Immediately, I thought of Tyler’s lighter.
“No sir,” Tyler was the first to answer, “somebody wrote on this wall and we were trying to read it.” It was the truth but who knows if the man believed it?
“What did ya do to my truck?”
“Nothing. We were looking under it,” Troy answered this time.
We looked very suspicious. There was no way he believed us. The truck driver continued, “There were some kids tryin’ to catch the building on fire last week. Ya’ll wouldn’t know anything about that would ya?”
Tyler became our spokesperson, “no sir. We were simply trying to read something. Can we please go?”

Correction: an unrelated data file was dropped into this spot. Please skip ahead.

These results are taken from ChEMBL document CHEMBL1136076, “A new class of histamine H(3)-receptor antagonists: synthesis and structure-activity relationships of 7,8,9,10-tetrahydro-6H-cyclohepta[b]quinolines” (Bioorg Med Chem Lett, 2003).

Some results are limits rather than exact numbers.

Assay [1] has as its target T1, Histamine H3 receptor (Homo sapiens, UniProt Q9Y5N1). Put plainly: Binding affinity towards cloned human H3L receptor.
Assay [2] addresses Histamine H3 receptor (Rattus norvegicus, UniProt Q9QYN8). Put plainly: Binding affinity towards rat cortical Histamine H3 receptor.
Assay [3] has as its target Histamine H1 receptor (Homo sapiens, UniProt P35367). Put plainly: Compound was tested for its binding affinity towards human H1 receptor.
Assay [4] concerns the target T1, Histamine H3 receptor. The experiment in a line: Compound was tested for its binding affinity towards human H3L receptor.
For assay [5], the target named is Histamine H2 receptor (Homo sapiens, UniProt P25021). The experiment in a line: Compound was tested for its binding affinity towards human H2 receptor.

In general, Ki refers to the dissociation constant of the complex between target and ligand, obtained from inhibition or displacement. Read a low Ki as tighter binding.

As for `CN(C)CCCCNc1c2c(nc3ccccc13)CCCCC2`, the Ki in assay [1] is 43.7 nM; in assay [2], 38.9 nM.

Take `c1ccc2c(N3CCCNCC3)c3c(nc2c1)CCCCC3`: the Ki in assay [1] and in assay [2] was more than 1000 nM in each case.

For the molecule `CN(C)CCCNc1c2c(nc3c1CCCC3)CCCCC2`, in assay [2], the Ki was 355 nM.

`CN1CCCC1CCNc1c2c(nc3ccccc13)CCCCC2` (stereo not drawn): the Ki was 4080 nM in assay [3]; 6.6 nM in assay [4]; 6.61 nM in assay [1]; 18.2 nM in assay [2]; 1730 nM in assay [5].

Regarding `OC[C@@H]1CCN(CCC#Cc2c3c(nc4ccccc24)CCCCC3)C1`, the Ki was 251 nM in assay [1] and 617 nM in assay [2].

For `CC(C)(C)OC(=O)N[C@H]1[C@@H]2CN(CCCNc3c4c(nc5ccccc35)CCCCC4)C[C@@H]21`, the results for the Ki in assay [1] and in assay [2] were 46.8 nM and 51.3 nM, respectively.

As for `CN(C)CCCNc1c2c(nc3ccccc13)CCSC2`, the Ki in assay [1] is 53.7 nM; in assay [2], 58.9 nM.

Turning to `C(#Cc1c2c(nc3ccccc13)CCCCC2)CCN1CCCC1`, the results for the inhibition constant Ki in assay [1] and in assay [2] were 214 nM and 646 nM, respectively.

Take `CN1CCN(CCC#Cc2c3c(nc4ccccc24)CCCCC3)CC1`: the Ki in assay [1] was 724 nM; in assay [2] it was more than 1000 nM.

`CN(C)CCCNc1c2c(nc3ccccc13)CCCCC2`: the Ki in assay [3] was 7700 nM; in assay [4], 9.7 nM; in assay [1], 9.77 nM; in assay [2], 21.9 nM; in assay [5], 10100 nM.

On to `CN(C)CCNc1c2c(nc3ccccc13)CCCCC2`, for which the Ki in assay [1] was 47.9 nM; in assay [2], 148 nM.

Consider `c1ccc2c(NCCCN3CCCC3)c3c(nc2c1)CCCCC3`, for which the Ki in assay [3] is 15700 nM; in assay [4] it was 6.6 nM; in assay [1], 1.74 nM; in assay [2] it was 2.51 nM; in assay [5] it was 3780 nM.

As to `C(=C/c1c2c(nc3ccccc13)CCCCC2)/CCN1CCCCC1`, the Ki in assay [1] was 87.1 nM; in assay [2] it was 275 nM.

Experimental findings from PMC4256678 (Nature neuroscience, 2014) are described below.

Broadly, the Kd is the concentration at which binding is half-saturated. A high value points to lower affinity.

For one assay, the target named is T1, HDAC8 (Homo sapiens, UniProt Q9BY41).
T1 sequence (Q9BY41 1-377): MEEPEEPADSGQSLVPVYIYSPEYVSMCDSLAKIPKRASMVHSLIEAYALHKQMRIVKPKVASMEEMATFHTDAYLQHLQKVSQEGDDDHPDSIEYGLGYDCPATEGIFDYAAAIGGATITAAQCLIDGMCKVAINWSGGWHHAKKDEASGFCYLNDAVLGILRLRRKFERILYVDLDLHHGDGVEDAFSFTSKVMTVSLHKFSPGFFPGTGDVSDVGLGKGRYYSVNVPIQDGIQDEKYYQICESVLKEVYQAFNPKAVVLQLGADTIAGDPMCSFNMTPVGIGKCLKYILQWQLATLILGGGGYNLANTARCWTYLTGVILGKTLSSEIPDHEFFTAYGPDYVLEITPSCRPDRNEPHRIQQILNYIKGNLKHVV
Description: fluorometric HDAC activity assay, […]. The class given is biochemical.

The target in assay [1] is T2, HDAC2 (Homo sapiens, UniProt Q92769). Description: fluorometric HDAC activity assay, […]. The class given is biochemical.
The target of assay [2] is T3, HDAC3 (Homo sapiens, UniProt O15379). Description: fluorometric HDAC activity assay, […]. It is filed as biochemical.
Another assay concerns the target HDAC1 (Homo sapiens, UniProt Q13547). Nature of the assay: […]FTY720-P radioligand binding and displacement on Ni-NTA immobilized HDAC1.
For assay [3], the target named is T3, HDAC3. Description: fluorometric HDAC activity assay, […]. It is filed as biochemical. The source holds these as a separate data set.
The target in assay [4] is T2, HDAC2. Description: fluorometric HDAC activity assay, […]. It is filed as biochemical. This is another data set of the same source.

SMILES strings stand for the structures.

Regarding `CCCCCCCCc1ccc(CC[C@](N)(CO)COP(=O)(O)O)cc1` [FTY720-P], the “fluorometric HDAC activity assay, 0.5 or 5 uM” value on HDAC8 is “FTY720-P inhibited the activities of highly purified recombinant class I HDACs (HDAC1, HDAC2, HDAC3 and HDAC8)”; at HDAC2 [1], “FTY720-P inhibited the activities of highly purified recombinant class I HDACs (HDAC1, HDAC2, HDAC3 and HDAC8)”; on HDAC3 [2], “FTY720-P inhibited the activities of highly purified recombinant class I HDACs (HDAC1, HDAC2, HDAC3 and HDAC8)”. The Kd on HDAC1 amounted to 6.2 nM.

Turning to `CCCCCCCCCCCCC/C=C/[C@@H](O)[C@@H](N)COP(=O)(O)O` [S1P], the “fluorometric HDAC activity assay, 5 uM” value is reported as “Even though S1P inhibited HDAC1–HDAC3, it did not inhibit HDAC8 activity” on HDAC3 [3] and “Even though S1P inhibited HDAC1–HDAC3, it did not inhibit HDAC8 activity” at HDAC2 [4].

“No,” the truck driver told us, “I’ve already got the law called.”
“The law’s been called,” joined the large woman. It was the same woman I saw in the house. She stood between the dumpster bin and the building, blocking our path. It was now that we were desperate. Tyler, Troy, Sabrina, as well as myself, knew that I would be getting into the most trouble. I was the one that had the car. We begged the truck driver to let us go. I even bribed him only to hear him retort, “Shit, you ain’t got enough money.”
Frustrated and hopeless, I sat down on the asphalt. The trucker kept his watch along with the lady. We would’ve run but there was no place to hide. Running to the car was obviously not a smart plan in this situation. The large woman would’ve seen where we ran anyway.
My friends sat down with me. We quietly debated over what we were going to tell the police. We would not mention my car. We simply found a ride to town from a friend and were simply looking suspicious. That was the plan.